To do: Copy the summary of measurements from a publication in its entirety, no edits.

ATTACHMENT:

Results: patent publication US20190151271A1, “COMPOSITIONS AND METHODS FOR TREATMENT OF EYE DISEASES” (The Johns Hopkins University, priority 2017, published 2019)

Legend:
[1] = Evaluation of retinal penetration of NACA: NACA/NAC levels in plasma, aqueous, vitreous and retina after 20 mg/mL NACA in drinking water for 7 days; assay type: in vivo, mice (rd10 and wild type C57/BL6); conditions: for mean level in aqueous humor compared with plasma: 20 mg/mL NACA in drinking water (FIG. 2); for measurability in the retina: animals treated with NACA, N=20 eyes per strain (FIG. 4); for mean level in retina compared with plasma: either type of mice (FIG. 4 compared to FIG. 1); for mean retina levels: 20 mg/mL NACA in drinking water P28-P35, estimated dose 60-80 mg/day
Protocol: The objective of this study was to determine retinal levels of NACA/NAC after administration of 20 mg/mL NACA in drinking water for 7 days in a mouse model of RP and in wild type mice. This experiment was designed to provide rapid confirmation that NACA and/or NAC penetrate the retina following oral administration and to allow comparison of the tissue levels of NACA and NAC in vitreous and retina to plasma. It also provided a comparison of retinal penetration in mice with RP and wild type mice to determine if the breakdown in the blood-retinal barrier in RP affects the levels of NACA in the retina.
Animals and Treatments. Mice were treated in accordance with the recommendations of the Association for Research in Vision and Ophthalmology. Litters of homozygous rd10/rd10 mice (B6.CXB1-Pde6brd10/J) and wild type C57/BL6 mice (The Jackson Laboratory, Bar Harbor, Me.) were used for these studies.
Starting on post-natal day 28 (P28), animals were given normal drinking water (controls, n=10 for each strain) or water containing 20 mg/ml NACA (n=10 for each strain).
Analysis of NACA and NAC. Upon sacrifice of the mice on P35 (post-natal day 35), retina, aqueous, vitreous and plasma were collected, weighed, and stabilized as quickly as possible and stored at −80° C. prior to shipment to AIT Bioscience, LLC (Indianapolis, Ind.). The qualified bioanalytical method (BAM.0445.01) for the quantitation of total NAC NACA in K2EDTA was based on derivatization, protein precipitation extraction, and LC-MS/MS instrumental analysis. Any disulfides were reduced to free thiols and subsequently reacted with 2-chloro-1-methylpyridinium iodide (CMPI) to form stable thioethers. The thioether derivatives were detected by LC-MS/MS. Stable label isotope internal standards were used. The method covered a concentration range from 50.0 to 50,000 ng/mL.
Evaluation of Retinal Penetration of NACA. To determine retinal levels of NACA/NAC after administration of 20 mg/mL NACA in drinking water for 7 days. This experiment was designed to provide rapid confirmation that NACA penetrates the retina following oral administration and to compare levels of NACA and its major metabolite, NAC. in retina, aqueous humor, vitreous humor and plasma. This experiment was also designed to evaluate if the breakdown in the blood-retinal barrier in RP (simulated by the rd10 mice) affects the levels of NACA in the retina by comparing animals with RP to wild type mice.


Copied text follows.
Results: patent publication US20190151271A1, “COMPOSITIONS AND METHODS FOR TREATMENT OF EYE DISEASES” (The Johns Hopkins University, priority 2017, published 2019)

Legend:
[1] = Evaluation of retinal penetration of NACA: NACA/NAC levels in plasma, aqueous, vitreous and retina after 20 mg/mL NACA in drinking water for 7 days; assay type: in vivo, mice (rd10 and wild type C57/BL6); conditions: for mean level in aqueous humor compared with plasma: 20 mg/mL NACA in drinking water (FIG. 2); for measurability in the retina: animals treated with NACA, N=20 eyes per strain (FIG. 4); for mean level in retina compared with plasma: either type of mice (FIG. 4 compared to FIG. 1); for mean retina levels: 20 mg/mL NACA in drinking water P28-P35, estimated dose 60-80 mg/day
Protocol: The objective of this study was to determine retinal levels of NACA/NAC after administration of 20 mg/mL NACA in drinking water for 7 days in a mouse model of RP and in wild type mice. This experiment was designed to provide rapid confirmation that NACA and/or NAC penetrate the retina following oral administration and to allow comparison of the tissue levels of NACA and NAC in vitreous and retina to plasma. It also provided a comparison of retinal penetration in mice with RP and wild type mice to determine if the breakdown in the blood-retinal barrier in RP affects the levels of NACA in the retina.
Animals and Treatments. Mice were treated in accordance with the recommendations of the Association for Research in Vision and Ophthalmology. Litters of homozygous rd10/rd10 mice (B6.CXB1-Pde6brd10/J) and wild type C57/BL6 mice (The Jackson Laboratory, Bar Harbor, Me.) were used for these studies.
Starting on post-natal day 28 (P28), animals were given normal drinking water (controls, n=10 for each strain) or water containing 20 mg/ml NACA (n=10 for each strain).
Analysis of NACA and NAC. Upon sacrifice of the mice on P35 (post-natal day 35), retina, aqueous, vitreous and plasma were collected, weighed, and stabilized as quickly as possible and stored at −80° C. prior to shipment to AIT Bioscience, LLC (Indianapolis, Ind.). The qualified bioanalytical method (BAM.0445.01) for the quantitation of total NAC NACA in K2EDTA was based on derivatization, protein precipitation extraction, and LC-MS/MS instrumental analysis. Any disulfides were reduced to free thiols and subsequently reacted with 2-chloro-1-methylpyridinium iodide (CMPI) to form stable thioethers. The thioether derivatives were detected by LC-MS/MS. Stable label isotope internal standards were used. The method covered a concentration range from 50.0 to 50,000 ng/mL.
Evaluation of Retinal Penetration of NACA. To determine retinal levels of NACA/NAC after administration of 20 mg/mL NACA in drinking water for 7 days. This experiment was designed to provide rapid confirmation that NACA penetrates the retina following oral administration and to compare levels of NACA and its major metabolite, NAC. in retina, aqueous humor, vitreous humor and plasma. This experiment was also designed to evaluate if the breakdown in the blood-retinal barrier in RP (simulated by the rd10 mice) affects the levels of NACA in the retina by comparing animals with RP to wild type mice.